Summary: We think of Easter as lovely, yet many people are troubled and distressed as they come on Easter morning. Mark 16:1-8 is for people like that, as Mark's gospel ends with the women "trembling...bewildered...afraid."
ON A MORNING LIKE THIS—Mark 16:1-8
“In the sky the song of the skylark greets the dawn in the fields wet with dew
The scent of the violets fills the air on such a lovely morning as this
Surely on such a lovely morning as this Lord Jesus came forth from the tomb.”
John Carden, A Procession of Prayers
“On such a lovely morning as this…”
Easter has become a celebration of Spring: Days are longer, flowers are blooming, birds are singing.
And so, on that first Easter, the women came to the tomb, wearing new Easter outfits, and carrying Easter baskets with chocolate bunnies and marshmallow eggs.
But no! On that first Easter morning, three women, who had spent Friday watching their hopes die on a cross, and Saturday in shock and tears, got up early to go to a tomb just outside of Jerusalem. Mark says there were three women: Mary Magdalene, who knew the face of evil personally until Jesus cast out her demons, the other Mary, the mother of the disciple James the Less, who followed Jesus with her son, and Salome, mother of James and John (the Sons of Thunder), who had big hopes and dreams for her sons when Jesus set up his kingdom in Jerusalem.
“On a morning like this…” What kind of morning was it?
Last night, as the sun went down and the Sabbath was over, the women risked their safety to go out into the darkness, to buy spices. In thes morning, they went sadly to the tomb, hoping that the body wouldn’t stink too much as they put the spices around him. They were helpless and alone, as they couldn’t even find a man or two to roll the heavy stone away from the grave.
On that not-so-lovely morning, they were preparing to say goodbye to Jesus—and not just to Jesus, but goodbye to their hopes and dreams.
“On a morning like this…” What kind of morning is this?
Some people today are sitting by their husband or wife (or not!), and wondering, “Where do we go from here? Is there any hope for us?”
Some are looking over at the kids, thinking, “What do we do? How do raise kids in a world like this?”
Some are overwhelmed by stress and pressure: debt, work, or trying to find time to fit it all in.
Some are fighting depression, or wracked by guilt, or feeling lonely and out of place.
Others have the world by the tail: Their lives really are filled with sunshine and birds and flowers—for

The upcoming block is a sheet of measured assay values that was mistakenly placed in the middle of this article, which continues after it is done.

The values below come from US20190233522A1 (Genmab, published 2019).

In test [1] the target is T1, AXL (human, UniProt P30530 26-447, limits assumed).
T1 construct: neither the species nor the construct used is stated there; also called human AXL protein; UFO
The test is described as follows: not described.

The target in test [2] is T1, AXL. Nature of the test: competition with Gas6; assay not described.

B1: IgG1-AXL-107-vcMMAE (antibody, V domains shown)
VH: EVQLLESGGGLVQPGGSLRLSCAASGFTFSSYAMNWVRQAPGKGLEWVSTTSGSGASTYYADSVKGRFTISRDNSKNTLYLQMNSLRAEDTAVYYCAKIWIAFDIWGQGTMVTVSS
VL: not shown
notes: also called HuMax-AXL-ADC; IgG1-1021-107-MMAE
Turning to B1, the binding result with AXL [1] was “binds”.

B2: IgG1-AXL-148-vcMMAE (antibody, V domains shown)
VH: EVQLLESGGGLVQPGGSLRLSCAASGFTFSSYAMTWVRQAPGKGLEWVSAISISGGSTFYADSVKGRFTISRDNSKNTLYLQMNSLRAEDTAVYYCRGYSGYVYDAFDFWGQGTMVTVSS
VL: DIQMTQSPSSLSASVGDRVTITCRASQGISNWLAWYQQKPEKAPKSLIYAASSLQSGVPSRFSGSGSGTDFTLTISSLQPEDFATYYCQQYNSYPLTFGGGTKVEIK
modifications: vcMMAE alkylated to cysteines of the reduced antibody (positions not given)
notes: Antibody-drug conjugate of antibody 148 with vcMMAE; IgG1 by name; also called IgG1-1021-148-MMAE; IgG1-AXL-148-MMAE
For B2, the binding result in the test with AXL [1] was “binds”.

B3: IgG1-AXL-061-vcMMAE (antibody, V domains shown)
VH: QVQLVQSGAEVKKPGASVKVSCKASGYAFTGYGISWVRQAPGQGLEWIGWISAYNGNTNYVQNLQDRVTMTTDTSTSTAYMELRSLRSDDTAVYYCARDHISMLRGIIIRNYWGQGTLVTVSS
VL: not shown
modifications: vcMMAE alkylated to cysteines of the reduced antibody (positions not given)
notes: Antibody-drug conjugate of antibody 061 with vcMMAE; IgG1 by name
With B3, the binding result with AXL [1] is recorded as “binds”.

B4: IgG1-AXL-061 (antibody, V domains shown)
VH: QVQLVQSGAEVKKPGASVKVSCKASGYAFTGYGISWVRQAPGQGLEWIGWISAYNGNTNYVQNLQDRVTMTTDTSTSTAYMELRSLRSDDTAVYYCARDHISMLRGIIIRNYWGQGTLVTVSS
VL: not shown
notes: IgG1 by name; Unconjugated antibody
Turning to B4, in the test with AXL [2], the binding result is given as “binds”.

now. But is this “it”? Is this what all that life is meant to be?
“On a morning like this…Jesus came forth from the tomb.” We know how the story goes, don’t we?
The women come to the tomb, and they are thrilled to see that stone has been rolled away. A glorious, shining angel appears, to say, “Don’t be afraid. Jesus is alive!” Then, there appears a multitude of the heavenly hosts, praising God and saying, “Glory to God in the highest…” (Oops—That was Christmas.) The angel says, “Go tell his disciples.” Surely, the disciples will immediately be thrilled to hear that Jesus is alive! Everyone sings: “Alleluia!” Then they all go home and color Easter eggs, and eat Easter ham.
That’s not how Mark tells the story!
Mark 16:5 “They were alarmed”?
Mark 16:8 “trembling…bewildered…afraid”?
And that is the last verse of the Gospel of Mark!
If you have an older translation of the Bible, you might find verses 9-20, or in a newer Bible, they may be set off from the rest of Mark, with a note that they were not in the original text. Mark wrote his gospel in about 65 A.D., and by comparing early manuscripts, scholars can determine that several endings were added to the end of the gospel, in the second century.
Did Mark’s gospel end with verse 8? Maybe there was more: The gospel was originally written on a scroll, and it is possible that the last part of the scroll broke off and was lost, before any copies were made. But maybe, Mark wanted to leave his readers hanging. Maybe Mark wanted to tell the story the same way Peter told the story when he preached, for after the resurrection, Mark was Peter’s interpreter, and Peter was probably the source for most of what Mark wrote.
Whatever, happened, this is no way to end a gospel! If someone was making up a story about Jesus rising from the dead, they could do better than this, or for that matter, better than any of gospels! The first people to come to the tomb were women, and in those days, women could not even sworn to tell the truth in a court of law, because they were deemed to be unreliable witnesses. The apostles were not portrayed in best light; they were reluctant, and slow to believe. The angel was not spectacular enough, a mere “young man”; a movie would certainly use special effects.